Published: September 10, 2018
Lily Northcutt, Sara V. Orski, Kalman D. Migler, Anthony P. Kotula
Material extrusion additive manufacturing processes force molten polymer through a printer nozzle at high (> 100 s-1) wall shear rates prior to cooling and crystallization. These high shear rates can lead to flow-induced crystallization in common polymer processing techniques, but the magnitude and importance of this effect is unknown for additive manufacturing. A significant barrier to understanding this process is the lack of in situ measurement techniques to quantify crystallinity after polymer filament extrusion. To address this issue, we use a combination of infrared thermography and Raman spectroscopy to measure the temperature and crystallinity of extruded polycaprolactone during additive manufacturing. We quantify crystallinity as a function of time for the nozzle temperatures and filament feed rates accessible to the apparatus. Crystallization is shown to occur faster at higher shear rates and lower nozzle temperatures. Our measurements provide experimental evidence of the effect of shear flow on polymer crystallization in additive manufacturing.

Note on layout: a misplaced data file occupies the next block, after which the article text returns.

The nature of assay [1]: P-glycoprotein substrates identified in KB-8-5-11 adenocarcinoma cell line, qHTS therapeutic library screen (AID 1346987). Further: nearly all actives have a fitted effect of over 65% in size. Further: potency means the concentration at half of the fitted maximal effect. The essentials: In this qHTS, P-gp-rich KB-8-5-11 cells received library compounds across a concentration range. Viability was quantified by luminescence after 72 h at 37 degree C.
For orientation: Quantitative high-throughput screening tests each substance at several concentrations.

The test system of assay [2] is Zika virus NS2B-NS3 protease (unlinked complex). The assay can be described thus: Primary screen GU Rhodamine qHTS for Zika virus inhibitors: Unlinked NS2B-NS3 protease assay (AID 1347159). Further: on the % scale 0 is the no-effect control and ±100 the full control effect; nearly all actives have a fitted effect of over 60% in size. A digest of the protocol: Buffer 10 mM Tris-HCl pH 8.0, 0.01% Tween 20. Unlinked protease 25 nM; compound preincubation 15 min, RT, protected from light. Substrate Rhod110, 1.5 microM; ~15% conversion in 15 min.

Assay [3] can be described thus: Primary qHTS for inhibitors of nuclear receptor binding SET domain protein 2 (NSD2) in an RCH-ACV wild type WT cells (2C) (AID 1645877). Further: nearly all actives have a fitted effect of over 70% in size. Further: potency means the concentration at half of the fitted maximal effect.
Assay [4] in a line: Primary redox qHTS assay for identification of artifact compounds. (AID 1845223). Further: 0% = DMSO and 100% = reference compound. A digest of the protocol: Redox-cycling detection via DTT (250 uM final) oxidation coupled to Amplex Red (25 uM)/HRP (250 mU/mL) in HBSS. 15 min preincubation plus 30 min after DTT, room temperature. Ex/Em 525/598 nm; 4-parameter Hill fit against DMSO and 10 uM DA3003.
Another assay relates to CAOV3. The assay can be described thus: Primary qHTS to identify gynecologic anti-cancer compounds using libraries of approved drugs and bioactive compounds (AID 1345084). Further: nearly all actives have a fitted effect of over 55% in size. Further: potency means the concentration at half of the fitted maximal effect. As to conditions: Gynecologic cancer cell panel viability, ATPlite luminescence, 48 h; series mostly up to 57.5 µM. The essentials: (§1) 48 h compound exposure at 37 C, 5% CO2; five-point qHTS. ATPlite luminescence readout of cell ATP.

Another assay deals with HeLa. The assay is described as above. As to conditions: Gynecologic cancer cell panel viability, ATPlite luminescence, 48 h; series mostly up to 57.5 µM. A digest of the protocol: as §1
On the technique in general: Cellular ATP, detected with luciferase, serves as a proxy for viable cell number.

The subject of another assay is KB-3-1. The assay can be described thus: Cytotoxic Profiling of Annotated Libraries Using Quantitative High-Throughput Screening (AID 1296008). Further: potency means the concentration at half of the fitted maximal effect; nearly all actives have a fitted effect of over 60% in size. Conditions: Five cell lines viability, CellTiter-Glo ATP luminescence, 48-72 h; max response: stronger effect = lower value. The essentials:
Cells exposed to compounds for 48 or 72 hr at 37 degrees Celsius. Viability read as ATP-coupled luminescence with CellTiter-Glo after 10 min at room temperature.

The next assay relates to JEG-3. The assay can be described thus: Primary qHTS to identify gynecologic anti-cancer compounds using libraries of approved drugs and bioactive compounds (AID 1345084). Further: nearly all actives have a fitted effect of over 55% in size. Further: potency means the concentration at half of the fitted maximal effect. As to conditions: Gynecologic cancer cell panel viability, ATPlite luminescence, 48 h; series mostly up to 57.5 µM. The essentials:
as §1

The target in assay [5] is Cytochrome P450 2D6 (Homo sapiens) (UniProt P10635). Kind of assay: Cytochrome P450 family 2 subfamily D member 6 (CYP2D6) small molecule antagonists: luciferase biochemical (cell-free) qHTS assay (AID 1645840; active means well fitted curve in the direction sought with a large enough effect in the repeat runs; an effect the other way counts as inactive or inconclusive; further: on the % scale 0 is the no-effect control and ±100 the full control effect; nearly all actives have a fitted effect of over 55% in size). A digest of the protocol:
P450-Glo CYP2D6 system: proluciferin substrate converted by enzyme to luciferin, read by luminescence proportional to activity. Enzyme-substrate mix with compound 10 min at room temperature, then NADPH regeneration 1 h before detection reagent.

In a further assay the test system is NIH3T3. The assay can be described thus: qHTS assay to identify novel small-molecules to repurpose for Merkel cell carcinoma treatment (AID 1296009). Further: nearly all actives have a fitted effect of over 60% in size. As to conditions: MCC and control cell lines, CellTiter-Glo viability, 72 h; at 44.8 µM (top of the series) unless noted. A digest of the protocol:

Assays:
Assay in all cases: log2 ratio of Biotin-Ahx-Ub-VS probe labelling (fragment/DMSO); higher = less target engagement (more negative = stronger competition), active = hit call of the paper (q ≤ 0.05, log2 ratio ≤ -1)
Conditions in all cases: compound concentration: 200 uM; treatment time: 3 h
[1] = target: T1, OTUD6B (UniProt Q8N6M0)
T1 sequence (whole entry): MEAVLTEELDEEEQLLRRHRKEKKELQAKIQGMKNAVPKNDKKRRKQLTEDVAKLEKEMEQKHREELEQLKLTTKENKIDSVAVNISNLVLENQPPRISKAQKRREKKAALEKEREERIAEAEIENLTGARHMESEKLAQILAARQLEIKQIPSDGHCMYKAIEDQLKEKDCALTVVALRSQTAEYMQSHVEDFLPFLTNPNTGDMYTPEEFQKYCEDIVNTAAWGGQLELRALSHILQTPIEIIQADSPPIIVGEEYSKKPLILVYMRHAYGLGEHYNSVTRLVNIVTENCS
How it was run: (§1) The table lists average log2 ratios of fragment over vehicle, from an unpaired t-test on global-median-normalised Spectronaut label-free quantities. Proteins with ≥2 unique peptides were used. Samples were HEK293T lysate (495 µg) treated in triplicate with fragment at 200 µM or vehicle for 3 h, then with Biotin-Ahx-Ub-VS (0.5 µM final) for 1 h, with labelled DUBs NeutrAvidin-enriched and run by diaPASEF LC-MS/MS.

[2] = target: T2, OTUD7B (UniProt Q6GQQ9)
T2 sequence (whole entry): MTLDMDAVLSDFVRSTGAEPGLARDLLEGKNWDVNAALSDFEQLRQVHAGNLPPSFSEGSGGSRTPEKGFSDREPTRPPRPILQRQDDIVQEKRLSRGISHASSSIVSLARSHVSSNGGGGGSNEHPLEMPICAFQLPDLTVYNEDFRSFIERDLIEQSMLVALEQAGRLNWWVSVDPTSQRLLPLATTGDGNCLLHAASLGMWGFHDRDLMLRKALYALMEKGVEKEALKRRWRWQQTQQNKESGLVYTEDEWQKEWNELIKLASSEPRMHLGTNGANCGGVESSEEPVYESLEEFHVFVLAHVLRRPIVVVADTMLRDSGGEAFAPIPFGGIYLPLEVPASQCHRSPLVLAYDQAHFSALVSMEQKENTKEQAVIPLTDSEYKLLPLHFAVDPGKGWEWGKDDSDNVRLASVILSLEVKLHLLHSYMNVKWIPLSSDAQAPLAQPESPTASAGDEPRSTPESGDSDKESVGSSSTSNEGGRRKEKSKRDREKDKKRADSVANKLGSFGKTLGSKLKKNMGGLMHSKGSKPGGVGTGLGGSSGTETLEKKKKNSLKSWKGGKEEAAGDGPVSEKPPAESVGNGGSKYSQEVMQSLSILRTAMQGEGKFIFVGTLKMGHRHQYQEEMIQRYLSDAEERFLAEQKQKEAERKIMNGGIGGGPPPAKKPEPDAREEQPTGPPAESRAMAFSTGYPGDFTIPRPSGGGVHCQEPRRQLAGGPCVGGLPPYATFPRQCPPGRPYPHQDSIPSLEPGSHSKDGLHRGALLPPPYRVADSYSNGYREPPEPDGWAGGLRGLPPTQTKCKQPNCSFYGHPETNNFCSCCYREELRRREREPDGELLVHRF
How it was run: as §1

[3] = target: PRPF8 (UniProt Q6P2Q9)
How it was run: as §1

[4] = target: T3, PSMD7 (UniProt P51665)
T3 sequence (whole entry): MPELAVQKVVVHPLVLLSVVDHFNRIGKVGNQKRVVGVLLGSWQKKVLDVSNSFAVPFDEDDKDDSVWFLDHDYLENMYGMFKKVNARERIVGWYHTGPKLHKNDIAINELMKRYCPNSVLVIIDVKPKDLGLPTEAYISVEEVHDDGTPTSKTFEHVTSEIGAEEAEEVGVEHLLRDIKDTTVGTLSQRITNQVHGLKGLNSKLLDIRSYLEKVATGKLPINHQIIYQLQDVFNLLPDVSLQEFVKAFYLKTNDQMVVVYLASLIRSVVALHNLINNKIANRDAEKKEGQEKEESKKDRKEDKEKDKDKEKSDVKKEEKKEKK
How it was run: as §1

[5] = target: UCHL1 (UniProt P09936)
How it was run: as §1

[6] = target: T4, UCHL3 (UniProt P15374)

Pub Type: Journals
additive manufacturing, polymer crystallization, Raman spectroscopy
Created September 10, 2018, Updated September 12, 2018